I love this post by Simon Holdorf. He's got some ideas for how to level up your skills as a front-end developer next year. Here they are:
- Build a movie search app using React
- Build a chat app with Vue
- Build a weather app with Angular
- Build a to-do app with Svelte
... and 5 more like that.
I like thinking of being a front-end developer as being someone who is a browser person. You deal with people who use some kind of client to use the web on some kind of device. That's the job.
In that vein, here's some more ideas.
- Go find a Dribbble shot that appeals to you. Re-build it in HTML and CSS in the cleanest and most accessible way you can.
- Find a component you can abstract in your codebase, and abstract it so you can re-use it efficiently. Consider accessibility as you do it. Could you make it more accessible in a way that benefits the entire site? How about your SVG icon component — how's that looking these days?
- Install the Axe accessibility plugin for DevTools and run it on an important site you control. Make changes to improve the accessibility as it suggests.
- Spin up a copy of Fractal. Check out how it can help you think about building front-ends as components, even at the HTML and CSS level.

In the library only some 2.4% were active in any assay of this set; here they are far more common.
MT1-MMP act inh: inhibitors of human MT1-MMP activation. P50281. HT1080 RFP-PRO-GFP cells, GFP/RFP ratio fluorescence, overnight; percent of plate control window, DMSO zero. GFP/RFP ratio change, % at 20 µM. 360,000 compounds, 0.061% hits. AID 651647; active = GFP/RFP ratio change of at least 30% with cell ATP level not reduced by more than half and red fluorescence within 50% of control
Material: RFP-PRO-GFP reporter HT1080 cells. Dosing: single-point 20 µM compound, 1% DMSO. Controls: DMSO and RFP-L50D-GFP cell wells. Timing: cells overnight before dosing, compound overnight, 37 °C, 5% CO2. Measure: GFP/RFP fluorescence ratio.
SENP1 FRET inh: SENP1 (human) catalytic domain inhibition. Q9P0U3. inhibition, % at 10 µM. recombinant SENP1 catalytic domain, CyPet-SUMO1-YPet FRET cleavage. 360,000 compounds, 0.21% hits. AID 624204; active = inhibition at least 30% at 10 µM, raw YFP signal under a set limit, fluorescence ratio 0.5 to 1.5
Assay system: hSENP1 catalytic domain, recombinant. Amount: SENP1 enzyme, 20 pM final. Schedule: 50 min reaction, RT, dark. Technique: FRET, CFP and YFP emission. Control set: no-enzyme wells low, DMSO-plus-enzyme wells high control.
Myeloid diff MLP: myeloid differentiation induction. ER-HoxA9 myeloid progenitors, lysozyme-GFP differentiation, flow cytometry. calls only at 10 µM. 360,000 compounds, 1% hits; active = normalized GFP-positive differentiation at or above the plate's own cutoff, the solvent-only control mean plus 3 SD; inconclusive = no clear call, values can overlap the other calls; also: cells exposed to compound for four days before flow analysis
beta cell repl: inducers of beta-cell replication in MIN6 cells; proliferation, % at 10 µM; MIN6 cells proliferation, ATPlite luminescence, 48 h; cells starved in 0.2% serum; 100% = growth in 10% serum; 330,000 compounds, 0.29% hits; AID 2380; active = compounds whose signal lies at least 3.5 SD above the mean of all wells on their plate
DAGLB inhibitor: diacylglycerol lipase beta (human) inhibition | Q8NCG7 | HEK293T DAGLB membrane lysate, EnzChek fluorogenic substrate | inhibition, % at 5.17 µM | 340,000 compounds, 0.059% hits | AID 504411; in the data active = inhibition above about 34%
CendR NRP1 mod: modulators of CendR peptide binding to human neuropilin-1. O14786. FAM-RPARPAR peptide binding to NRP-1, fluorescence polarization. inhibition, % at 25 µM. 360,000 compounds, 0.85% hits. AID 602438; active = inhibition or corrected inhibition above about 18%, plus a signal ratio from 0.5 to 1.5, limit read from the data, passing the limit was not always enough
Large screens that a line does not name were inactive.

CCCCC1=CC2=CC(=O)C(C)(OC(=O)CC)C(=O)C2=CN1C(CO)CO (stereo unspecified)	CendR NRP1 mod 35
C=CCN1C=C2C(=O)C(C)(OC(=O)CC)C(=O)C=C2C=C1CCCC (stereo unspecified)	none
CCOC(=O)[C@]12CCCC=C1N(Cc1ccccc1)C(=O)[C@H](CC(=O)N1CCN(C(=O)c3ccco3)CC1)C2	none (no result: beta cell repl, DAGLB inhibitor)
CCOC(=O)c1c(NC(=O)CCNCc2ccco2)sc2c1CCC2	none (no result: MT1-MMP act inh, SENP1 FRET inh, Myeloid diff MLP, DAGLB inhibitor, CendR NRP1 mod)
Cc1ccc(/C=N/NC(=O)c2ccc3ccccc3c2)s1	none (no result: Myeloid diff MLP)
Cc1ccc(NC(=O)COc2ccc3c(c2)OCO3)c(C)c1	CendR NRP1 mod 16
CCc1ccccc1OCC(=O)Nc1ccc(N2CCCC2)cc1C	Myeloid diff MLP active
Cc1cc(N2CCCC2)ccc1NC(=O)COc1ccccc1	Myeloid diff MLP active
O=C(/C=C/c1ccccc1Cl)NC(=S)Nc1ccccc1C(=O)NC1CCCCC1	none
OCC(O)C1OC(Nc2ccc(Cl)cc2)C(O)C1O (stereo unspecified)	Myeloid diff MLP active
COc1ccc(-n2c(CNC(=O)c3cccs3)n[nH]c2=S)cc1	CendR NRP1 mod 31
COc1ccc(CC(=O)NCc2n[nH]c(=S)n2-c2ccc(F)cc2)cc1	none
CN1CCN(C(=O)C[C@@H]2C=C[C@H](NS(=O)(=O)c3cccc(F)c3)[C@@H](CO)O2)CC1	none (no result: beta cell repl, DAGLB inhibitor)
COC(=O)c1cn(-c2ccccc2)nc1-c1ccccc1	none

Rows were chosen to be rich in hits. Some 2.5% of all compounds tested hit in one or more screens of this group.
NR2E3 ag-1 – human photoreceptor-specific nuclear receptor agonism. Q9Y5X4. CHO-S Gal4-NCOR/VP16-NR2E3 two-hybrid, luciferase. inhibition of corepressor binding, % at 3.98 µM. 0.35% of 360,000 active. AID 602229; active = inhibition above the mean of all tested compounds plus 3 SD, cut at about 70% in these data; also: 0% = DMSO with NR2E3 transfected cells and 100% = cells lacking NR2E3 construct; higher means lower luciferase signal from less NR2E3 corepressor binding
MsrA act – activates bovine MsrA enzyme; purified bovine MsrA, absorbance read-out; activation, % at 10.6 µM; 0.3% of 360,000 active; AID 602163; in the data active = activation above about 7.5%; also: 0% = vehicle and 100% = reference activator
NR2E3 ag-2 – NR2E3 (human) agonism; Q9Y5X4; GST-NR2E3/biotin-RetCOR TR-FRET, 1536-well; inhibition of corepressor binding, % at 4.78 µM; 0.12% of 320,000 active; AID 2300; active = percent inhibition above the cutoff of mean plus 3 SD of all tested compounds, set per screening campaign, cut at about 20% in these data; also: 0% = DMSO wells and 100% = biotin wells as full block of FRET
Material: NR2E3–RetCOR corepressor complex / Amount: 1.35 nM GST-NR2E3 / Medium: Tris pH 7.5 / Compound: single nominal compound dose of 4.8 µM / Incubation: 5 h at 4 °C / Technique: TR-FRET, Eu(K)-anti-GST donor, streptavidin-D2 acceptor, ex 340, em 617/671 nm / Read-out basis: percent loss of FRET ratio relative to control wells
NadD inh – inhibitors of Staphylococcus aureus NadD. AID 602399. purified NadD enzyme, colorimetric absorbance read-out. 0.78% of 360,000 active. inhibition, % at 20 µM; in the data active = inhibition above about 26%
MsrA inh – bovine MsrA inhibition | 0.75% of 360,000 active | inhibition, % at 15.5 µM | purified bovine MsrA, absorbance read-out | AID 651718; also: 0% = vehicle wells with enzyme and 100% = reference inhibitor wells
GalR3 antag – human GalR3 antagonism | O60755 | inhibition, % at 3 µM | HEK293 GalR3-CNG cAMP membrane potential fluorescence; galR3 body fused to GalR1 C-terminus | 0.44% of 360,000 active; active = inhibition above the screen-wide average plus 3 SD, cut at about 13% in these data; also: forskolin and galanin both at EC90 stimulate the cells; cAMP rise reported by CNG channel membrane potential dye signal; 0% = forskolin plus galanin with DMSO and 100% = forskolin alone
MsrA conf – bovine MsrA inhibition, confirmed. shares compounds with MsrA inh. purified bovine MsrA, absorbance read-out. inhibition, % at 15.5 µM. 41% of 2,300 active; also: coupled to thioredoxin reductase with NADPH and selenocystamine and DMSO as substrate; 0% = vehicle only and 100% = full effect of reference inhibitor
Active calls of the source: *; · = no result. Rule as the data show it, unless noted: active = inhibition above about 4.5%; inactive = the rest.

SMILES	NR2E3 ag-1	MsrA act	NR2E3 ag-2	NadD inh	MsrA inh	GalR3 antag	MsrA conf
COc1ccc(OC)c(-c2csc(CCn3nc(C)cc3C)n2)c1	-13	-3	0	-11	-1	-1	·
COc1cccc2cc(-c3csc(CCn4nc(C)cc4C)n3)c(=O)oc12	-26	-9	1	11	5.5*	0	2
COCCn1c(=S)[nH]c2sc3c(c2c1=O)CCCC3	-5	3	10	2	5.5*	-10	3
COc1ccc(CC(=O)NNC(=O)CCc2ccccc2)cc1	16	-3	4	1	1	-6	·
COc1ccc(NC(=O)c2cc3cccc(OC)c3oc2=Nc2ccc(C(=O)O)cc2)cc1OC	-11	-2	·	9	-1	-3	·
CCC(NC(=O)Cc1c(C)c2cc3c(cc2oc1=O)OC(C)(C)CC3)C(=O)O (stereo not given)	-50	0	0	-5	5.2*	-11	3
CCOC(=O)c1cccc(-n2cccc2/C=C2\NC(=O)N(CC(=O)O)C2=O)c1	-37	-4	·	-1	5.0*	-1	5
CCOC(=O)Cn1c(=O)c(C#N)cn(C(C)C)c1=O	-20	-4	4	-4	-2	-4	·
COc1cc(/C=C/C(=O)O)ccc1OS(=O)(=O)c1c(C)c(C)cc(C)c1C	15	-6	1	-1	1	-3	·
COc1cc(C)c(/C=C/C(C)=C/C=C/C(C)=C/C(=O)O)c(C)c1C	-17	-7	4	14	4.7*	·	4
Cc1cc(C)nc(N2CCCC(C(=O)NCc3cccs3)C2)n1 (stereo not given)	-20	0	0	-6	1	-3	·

- Read a bit about Serverless and how it can extend your front-end developer skillset.
- Figure out how to implement an SVG icon system. So many sites these days need an icon set. Inlining SVG is a great simple solution, but how you can abstract that to easily implement it with your workflow? How can it work with the framework you use?
- Try to implement a service worker. Read a book about them. Do something very small. Check out a framework centered around them.
- Let's say you needed to put up a website where the entire thing was the name and address of the company, and a list of hours it is open. What's the absolute minimum amount of work and technical debt you could incur to do it?